High rise building

We look at the corporate tax system and proposals to change it.



UK business investment is the lowest in the G7 and among the lowest in the developed world.

Tax has a role to play in shaping investment incentives, and the UK’s corporate tax system is one of extremes. While the rate of corporation tax (19%) is exceptionally low, UK investment allowances are amongst the developed world’s least generous. As a result, effective tax rates in the UK (a measure which accounts for the generosity of allowances as well as the headline rate) are middling by international standards. But they vary hugely across different kinds of investment, favouring investment in some assets over others and encouraging borrowing to finance investment.

In this chapter we look closely at the nature of these distortions. We consider how the large package of corporate tax reductions announced in the recent ‘mini-Budget’ is likely to shape incentives to invest and what balance it strikes between encouraging domestic investment and attracting profitable ventures from overseas.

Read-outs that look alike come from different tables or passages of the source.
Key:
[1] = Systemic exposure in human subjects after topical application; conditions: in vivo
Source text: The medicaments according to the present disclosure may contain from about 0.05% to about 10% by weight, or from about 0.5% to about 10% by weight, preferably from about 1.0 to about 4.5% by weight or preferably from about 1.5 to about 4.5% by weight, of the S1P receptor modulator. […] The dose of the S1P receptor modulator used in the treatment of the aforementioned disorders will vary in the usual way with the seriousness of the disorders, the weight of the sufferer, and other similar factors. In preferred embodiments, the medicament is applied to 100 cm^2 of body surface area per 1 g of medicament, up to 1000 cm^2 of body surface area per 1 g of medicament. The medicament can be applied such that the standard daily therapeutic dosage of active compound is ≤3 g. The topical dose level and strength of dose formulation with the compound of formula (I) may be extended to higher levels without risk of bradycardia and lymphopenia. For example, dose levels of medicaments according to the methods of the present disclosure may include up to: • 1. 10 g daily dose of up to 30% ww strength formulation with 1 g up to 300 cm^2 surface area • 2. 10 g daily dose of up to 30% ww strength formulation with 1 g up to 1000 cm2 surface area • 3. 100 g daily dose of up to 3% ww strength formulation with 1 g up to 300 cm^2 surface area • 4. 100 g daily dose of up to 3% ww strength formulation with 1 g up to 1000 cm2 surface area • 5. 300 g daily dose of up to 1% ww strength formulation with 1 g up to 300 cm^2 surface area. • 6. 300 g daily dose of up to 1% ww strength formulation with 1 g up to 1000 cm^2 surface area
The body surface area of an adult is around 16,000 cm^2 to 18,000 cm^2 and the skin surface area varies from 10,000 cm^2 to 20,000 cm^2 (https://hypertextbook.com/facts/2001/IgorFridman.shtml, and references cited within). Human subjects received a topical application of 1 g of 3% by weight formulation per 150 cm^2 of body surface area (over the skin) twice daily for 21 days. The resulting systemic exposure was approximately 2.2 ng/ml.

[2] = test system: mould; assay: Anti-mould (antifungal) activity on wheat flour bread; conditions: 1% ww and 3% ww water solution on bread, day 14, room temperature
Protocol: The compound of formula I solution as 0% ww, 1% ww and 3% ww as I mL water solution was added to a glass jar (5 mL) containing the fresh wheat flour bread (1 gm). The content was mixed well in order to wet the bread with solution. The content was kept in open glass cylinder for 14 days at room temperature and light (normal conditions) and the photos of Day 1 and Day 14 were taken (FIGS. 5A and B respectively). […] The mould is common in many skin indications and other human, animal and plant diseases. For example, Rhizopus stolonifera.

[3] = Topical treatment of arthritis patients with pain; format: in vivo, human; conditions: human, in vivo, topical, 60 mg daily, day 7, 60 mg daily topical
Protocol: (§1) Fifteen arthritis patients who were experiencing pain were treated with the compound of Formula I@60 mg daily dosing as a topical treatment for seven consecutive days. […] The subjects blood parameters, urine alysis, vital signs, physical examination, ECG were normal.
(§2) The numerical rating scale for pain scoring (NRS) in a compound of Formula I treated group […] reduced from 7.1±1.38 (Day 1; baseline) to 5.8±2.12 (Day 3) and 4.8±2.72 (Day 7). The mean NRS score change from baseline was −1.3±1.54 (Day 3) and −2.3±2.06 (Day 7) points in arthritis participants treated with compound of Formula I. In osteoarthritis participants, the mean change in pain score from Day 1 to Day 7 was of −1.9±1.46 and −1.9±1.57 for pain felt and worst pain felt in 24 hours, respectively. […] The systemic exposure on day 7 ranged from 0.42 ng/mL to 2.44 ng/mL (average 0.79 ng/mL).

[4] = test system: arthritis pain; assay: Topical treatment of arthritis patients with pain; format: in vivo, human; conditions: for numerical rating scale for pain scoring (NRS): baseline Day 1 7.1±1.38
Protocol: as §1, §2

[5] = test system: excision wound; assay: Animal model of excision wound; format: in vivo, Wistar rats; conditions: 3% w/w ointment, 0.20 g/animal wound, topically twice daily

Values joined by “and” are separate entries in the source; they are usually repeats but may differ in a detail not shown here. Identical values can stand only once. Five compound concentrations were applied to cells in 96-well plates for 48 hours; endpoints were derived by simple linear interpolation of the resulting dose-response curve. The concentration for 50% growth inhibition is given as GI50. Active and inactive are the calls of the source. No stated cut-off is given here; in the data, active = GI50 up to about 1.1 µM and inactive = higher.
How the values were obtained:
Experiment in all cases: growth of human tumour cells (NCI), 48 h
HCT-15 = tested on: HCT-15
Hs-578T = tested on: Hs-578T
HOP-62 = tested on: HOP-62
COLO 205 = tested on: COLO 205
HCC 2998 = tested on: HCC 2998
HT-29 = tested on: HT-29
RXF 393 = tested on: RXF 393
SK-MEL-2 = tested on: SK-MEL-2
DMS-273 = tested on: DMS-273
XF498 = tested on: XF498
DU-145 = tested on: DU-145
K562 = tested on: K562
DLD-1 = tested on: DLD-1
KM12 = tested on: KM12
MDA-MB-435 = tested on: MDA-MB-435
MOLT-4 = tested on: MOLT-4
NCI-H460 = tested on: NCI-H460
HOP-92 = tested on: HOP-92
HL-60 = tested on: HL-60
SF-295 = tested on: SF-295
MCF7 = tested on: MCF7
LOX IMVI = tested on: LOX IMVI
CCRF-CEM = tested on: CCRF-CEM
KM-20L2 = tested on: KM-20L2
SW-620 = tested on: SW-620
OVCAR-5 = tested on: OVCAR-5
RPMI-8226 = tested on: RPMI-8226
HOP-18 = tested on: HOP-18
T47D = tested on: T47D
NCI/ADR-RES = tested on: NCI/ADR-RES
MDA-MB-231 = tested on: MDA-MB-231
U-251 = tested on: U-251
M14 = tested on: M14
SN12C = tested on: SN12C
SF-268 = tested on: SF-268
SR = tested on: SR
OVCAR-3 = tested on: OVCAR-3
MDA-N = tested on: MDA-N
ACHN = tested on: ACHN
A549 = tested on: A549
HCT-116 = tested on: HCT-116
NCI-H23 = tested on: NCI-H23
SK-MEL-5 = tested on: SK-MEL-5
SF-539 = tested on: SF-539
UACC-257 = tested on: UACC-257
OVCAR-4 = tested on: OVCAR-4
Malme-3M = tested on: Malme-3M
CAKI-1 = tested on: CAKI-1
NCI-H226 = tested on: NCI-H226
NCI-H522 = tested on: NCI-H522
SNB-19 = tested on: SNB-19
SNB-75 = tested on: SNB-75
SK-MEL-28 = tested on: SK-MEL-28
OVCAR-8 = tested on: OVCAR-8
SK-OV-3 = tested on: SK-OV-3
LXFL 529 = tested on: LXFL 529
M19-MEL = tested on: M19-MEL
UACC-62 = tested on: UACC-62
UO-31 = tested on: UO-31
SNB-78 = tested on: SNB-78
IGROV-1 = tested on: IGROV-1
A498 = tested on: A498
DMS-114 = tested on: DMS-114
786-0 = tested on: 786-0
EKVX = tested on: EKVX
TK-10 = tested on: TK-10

Finally, we consider the road ahead. We examine the likely impact of rising inflation and interest rates. We emphasise the importance of stability and of setting out a clear long-term plan. And we set out a case for genuine structural reform of corporation tax, which could address distortions to the allocation and financing of investment as well as its level.

This chapter was finalised in the wake of the ‘mini-Budget’ delivered to the House of Commons by Kwasi Kwarteng on 23 September 2022. Since then, the main corporation tax announcement in the mini-Budget has been reversed and both Chancellor Kwarteng and Prime Minister Truss have resigned. These developments came too late to be integrated into the chapter before publication. A brief postscript (Section 6.8) acknowledges their implications.

Figure 1. Corporate investment in OECD countries, 2019

Corporate Investment in OECD countries

Note: Ireland excluded due to the large volatility of its investment statistics. OECD average is the unweighted average of OECD countries for which data are available (excluding Ireland). G7 countries shaded black.